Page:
A famous California politician, Jesse Unruh, once observed that "money is the mother's milk of politics." For more than a century, the Congress has tried to legislate against this political law of nature, and the results have not been pretty. Perhaps not surprisingly, however, the laws have favored those who wrote them. For the campaign finance system in the United States is unusual in one major respect: it is candidate-centered. The candidates themselves, rather than the political parties, must raise the necessary funds to run a campaign. The political parties, which choose the candidates—or at least run the process under which their candidates are selected—are severely restricted in their ability to finance their candidates' campaigns.
As a system purportedly designed to reduce corruption and undue influence —and upheld against First Amendment challenges on this basis—a candidate-centered fundraising system seems, to say the least, rather odd. Among other things, it places the candidates and officeholders who need campaign funds in exactly the position they should not be occupying—as supplicants, seeking financial support from those who are trying to influence them.
As one might expect, there was a reason for structuring the campaign finance system in this peculiar and contradictory way: it is highly favorable to the incumbents who designed it. But it also has a number of other deficiencies: it favors wealthy candidates who can finance their own campaigns; it piles up campaign funds in the coffers of powerful officeholders where these funds are not needed; it discourages qualified people from running for office; it absorbs an extraordinary amount of the time and attention of officeholders, who should be spending most of their energy on the responsibilities of their offices; it increases the costs of campaigns by increasing the role of expensive consultants and other campaign specialists; it deprives voters of useful information; and it multiplies the power of special interests at the expense of a broader national interest. Most of all, it weakens the political parties, which alone have the ability both to develop popular support for a course of action and implement it with legislation.
Most of the campaign "reform" efforts that have characterized the last four decades have, in fact, made things worse, particularly for challengers; only the Supreme Court's invalidation of the most egregious pro-incumbent elements of the so-called reforms has preserved for challengers some limited opportunities. Still, the restrictions that are left—on the size of contributions and, most important, on the ability of parties to fund the campaigns of their candidates—remain as substantial obstacles for those who seek to defeat incumbent members of the House and Senate. Finally, even if the political parties were given the authority they need to contribute to and otherwise support their candidates, they are still compelled to defend themselves and their candidates with "hard money" (funds collected under contribution limits as to source and amount), while many of the outside groups that oppose them are able to raise and expend funds without any restriction, and in most cases without any disclosure.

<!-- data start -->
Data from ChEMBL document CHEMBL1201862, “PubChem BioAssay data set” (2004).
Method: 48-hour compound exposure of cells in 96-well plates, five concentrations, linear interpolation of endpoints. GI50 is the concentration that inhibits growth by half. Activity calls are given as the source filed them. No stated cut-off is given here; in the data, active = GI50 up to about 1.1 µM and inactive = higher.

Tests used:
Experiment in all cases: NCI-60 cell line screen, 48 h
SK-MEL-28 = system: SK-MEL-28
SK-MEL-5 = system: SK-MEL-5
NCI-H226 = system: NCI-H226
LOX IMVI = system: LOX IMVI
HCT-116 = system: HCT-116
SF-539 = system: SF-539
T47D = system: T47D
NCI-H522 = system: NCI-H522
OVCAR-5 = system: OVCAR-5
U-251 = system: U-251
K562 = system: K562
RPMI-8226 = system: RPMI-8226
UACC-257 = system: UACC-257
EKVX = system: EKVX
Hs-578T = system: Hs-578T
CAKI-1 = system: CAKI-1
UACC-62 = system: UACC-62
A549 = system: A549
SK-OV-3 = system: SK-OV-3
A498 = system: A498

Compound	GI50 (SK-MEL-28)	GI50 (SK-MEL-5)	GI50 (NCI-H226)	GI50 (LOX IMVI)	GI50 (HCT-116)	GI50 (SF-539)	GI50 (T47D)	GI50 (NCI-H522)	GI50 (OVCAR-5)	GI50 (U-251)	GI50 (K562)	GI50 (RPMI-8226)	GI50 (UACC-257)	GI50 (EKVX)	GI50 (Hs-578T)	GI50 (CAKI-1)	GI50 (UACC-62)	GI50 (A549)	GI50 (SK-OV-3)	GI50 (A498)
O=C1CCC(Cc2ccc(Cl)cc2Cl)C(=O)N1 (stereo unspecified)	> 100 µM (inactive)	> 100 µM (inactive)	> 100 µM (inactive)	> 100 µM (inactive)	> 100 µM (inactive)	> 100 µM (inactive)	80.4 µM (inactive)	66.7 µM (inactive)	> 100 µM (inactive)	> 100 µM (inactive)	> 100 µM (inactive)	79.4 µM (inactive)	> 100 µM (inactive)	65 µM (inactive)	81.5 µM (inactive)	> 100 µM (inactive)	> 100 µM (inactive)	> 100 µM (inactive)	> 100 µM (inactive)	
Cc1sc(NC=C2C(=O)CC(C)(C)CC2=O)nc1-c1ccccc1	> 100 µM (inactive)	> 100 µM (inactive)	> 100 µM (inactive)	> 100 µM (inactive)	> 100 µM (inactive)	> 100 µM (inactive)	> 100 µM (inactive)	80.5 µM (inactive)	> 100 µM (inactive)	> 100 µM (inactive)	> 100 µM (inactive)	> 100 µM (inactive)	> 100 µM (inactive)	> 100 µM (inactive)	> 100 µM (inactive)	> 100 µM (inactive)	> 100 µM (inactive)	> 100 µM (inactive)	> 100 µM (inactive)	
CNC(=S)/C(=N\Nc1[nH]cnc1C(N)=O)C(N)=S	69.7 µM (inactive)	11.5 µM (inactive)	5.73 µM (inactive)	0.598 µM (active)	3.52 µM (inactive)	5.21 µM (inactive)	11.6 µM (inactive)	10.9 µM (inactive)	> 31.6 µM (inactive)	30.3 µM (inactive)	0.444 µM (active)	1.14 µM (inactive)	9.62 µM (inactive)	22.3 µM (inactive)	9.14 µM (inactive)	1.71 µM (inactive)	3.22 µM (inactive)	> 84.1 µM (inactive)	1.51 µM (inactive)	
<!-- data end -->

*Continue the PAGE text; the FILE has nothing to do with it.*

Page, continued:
It may come as a surprise to most supporters of campaign finance reform that Congress has been helping itself all these years—rather than trying seriously to clean up the system—but that is the unavoidable conclusion one must draw from a review of modern campaign finance laws enacted by Congress and consisting largely of efforts to dress up incumbent protection to look like something more praiseworthy. But the evidence of lawmakers' real purpose is powerful, and it is clear that putting Congress in charge of campaign finance is like letting the home team pick the referee and write the rules.
Rather than a system that maximizes competition and encourages political accountability, our campaign finance regime is a complex tangle of laws, rules, regulations, exceptions, exemptions, and safe harbors—a veritable labyrinth of federal statutes and regulations spanning 165 pages of the United States Code Annotated and over 300 pages of implementing regulations, and augmented by literally thousands of rulings and interpretations by the Federal Election Commission. It is difficult to believe that such a system could be consistent with the simple language of the Constitution's First Amendment: "Congress shall make no law… abridging the freedom of speech, or of the press; or the right of the people peaceably to assemble, and to petition the Government for a redress of grievances." What could the framers have had in mind with this language, other than a guarantee of freedom to speak in the context of democratic elections?
Most of the campaign "reform" efforts that have characterized the last four decades have, in fact, made things worse, particularly for challengers.